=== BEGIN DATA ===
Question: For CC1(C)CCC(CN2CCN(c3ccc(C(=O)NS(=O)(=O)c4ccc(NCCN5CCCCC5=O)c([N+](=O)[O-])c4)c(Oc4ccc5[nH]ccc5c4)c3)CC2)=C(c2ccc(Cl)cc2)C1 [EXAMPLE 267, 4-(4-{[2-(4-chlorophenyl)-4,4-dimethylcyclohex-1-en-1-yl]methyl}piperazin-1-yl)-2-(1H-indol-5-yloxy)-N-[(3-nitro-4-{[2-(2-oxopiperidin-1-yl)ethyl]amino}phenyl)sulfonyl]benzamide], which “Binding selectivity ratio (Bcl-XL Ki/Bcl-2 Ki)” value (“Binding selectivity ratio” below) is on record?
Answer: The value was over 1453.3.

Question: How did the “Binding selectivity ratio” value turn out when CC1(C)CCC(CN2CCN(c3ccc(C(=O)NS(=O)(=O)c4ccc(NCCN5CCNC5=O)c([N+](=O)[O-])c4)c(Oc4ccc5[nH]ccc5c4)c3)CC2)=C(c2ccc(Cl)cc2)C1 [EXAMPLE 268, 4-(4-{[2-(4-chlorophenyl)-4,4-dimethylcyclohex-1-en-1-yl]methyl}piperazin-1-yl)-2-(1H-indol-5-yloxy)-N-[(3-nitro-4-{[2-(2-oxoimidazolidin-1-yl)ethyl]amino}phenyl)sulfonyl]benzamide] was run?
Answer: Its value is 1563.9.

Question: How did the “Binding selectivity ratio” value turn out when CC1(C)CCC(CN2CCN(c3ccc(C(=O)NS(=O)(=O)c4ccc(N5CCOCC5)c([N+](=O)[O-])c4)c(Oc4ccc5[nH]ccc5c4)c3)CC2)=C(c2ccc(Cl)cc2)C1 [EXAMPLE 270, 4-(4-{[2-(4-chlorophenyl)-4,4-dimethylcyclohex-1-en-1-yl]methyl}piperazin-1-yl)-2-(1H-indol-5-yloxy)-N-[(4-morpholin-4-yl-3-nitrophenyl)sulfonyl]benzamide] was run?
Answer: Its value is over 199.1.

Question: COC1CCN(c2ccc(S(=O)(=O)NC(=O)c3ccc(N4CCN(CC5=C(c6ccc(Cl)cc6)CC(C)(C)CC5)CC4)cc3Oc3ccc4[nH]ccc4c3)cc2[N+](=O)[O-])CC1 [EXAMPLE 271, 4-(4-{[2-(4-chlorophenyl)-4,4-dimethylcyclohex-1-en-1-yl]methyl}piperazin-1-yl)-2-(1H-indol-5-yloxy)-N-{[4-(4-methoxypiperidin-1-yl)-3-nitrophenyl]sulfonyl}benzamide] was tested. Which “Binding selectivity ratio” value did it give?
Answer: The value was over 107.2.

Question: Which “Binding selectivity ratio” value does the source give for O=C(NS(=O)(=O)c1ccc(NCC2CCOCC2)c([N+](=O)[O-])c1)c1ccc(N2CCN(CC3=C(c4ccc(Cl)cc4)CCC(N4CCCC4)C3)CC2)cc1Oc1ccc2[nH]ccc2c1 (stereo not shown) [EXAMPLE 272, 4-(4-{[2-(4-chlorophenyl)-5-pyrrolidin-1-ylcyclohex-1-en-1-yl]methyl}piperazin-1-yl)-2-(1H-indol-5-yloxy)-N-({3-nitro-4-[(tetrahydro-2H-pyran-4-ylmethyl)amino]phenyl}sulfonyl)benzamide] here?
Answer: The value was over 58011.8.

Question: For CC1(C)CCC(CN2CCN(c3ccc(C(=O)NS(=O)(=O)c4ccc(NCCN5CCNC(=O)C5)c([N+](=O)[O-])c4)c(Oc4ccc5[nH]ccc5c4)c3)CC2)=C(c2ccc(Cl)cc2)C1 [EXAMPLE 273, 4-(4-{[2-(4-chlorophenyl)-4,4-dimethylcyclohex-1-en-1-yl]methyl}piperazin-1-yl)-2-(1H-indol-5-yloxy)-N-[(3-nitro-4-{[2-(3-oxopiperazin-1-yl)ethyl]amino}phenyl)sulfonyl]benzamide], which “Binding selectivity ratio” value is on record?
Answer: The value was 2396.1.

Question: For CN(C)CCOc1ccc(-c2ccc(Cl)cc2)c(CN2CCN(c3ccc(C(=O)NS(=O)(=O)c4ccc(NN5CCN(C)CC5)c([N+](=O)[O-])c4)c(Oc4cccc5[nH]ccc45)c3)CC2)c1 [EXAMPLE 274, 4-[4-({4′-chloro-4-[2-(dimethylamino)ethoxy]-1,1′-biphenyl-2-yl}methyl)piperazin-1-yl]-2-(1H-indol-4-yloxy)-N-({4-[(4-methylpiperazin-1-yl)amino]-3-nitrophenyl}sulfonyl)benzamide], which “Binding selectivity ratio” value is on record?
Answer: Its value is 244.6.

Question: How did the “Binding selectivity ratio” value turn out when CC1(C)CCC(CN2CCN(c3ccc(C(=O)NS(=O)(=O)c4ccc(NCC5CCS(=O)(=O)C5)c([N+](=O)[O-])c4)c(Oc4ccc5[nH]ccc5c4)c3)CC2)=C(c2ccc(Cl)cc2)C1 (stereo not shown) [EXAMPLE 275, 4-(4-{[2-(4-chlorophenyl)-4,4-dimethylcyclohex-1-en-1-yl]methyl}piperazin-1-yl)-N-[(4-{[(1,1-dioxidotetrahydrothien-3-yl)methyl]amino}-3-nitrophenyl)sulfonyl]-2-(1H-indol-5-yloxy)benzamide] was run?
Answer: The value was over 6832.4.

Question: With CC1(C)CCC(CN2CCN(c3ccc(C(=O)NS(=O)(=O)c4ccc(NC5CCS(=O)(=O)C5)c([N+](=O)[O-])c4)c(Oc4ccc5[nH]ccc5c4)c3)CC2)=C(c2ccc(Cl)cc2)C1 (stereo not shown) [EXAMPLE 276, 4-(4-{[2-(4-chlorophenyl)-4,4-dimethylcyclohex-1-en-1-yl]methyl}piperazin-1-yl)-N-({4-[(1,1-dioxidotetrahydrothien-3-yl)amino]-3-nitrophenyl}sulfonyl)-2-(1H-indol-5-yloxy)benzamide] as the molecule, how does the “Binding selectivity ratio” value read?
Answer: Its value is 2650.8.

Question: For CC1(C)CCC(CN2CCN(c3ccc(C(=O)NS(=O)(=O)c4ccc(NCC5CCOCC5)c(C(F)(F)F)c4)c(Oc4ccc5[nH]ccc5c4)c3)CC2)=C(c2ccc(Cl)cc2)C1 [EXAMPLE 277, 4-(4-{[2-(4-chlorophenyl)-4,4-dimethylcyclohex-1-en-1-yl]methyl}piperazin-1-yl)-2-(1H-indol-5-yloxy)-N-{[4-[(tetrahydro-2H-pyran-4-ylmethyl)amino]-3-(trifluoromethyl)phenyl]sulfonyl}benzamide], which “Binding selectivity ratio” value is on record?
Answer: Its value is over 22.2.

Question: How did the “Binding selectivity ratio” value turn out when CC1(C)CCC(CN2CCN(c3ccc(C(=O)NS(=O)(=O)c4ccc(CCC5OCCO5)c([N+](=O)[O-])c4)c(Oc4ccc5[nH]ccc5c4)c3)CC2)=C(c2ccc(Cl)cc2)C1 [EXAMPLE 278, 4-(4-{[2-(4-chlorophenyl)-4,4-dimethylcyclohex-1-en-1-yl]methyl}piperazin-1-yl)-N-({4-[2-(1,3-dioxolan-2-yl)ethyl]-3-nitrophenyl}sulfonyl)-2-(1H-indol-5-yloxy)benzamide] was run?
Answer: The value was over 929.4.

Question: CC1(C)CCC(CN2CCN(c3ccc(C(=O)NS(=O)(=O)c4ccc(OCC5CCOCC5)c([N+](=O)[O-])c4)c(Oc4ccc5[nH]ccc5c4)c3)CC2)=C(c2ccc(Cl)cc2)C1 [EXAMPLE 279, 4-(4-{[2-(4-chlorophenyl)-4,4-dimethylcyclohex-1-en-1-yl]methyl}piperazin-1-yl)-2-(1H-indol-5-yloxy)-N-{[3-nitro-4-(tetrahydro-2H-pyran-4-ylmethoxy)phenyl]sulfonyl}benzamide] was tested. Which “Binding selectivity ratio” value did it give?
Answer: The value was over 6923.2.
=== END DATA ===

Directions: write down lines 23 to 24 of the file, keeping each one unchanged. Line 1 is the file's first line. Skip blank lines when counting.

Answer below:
Question: CC1(C)CCC(CN2CCN(c3ccc(C(=O)NS(=O)(=O)c4ccc(OCC5CCOCC5)c([N+](=O)[O-])c4)c(Oc4ccc5[nH]ccc5c4)c3)CC2)=C(c2ccc(Cl)cc2)C1 [EXAMPLE 279, 4-(4-{[2-(4-chlorophenyl)-4,4-dimethylcyclohex-1-en-1-yl]methyl}piperazin-1-yl)-2-(1H-indol-5-yloxy)-N-{[3-nitro-4-(tetrahydro-2H-pyran-4-ylmethoxy)phenyl]sulfonyl}benzamide] was tested. Which “Binding selectivity ratio” value did it give?
Answer: The value was over 6923.2.